Have you heard about the Canadian woman speed skater who opted out of HER country's relays at this very Olympics so she could concentrate on her individual race? No, of course not. Because cry baby Chad Hedrick (or his Canadian female equivalent) isn't making a federal case out of this. Athletes do this all the time.
Shani never played a race card. He didn't say the media was on his back because he was black. He never said Chad Hedrick (what's with his eyebrows, by the way?) was rather rude to him because he was black. Shani is an elite athlete in a field where there are almost NO black skaters. He is "the black guy." He is in a sport where with the exception of maybe Apolo Ohno, the endorsements are minimal -- even for gold medal winners (Derek Parra is still working for Home Depot). Do you really think Wheaties was going to put Davis's face on its box? I don't. Speedskating is a fringe sport and the major endorsements will go to a figure skater or someone in a more "showy" sport.
His biggest endorsements are from European companies (I think a Dutch or Belgium bank is one of his biggest sponsors). His biggest fans are from Europe. He doesn't have to answer questions about his race when he's in Europe--even though there are proportionately less black people there than in the United States.
When I saw that interview he did after winning with that reporter, the first thing I thought was, "What a bimbo." Her job as a reporter is to get information and comments from people who do NOT necessarily want to talk to her. It's easy to talk to someone dying for publicity. But it's completely unprofessional for a TV commentator to roll her eyes when she gets an unexpected answer. She was completely flustered and couldn't figure out a way to end the interview gracefully. That's HER job. He did his job--he won the gold.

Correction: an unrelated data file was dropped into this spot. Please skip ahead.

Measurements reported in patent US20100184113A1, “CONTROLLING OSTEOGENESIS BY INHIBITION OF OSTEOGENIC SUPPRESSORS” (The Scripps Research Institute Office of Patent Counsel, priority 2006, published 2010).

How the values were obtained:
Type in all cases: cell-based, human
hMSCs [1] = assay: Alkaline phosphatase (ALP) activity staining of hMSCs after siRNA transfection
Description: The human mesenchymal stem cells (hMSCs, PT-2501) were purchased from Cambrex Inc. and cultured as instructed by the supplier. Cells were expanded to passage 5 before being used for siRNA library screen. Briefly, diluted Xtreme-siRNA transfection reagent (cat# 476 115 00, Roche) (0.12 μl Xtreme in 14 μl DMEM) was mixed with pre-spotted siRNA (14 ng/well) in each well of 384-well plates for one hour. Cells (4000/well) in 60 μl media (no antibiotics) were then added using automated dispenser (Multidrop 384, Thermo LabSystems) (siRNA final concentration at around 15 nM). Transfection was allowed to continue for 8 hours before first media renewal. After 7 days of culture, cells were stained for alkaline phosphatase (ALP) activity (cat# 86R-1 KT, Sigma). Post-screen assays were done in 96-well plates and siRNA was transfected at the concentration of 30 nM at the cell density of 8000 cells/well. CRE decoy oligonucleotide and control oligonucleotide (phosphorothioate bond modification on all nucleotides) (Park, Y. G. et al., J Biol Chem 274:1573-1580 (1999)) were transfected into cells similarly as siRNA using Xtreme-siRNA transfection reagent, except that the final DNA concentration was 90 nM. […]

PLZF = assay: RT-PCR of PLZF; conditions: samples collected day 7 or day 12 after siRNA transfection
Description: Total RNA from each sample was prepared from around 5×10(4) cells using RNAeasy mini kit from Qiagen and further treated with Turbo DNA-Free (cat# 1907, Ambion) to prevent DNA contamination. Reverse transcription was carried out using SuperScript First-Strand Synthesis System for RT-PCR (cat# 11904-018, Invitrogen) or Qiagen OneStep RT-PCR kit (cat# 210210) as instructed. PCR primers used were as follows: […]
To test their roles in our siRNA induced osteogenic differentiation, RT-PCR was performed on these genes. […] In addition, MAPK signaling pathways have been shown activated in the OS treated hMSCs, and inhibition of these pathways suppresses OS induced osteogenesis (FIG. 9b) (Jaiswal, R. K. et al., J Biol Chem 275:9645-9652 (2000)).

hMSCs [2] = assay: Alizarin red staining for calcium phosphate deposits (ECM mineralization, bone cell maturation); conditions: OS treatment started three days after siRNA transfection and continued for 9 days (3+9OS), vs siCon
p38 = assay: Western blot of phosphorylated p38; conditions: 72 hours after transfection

As for Hedrick--I was really happy he won his medal. But I don't like his behavior either and I'm liking him less and less each time I hear him talk.
The relay race traditionally is done after the individual races are completed. This time, they put it right near the beginning of the competition. Hedrick/the U.S. team never asked Davis to participate until 1 week before the race. That's not enough time for a competitor to change his routine. Plus, Davis brought up a great point--if he had competed in the race, he would've been taking away a spot from a U.S. team member who wouldn't have skated in any other race. Having been in a similar position 4 years ago at Salt Lake City where he went to the Olympics but didn't get to skate, he said he'd never put anyone in that position.
Michael Phelps did the same thing at the last Summer Olympics when he sat out in a team relay race so that Ian Crocker (I believe) could have a shot at winning a medal. If Phelps had swam, Crocker would've gone home with nothing. The argument could've been made that the U.S. could've won with a faster record had he swam...but you get my point.
And NBC didn't bother to show Davis getting congratulated by the Dutch team, or the ovation he received from the crowd (filled with Dutch fans who adore him). They didn't air the comments by Joey Cheek supporting him. It's to their advantage to present him as the villian. After all, every "show" needs "an angry black man" in its cast.
I'm not loving NBC's coverage. When Apolo WON the bronze medal in short track, the reporter basically made him feel like a putz for "losing" to the two Korean skaters. Then she said something so offensive -- she asked if he lost because they may have cheated. Huh? There was no cheating. Anyone with eyes could see that! But yeah--that's why the U.S. "loses"--because all the other countries cheat ...
If I could replace all these reporters with some people who could do their jobs without coming across as hacks, it'd make the viewing experience sooooooooooo much better.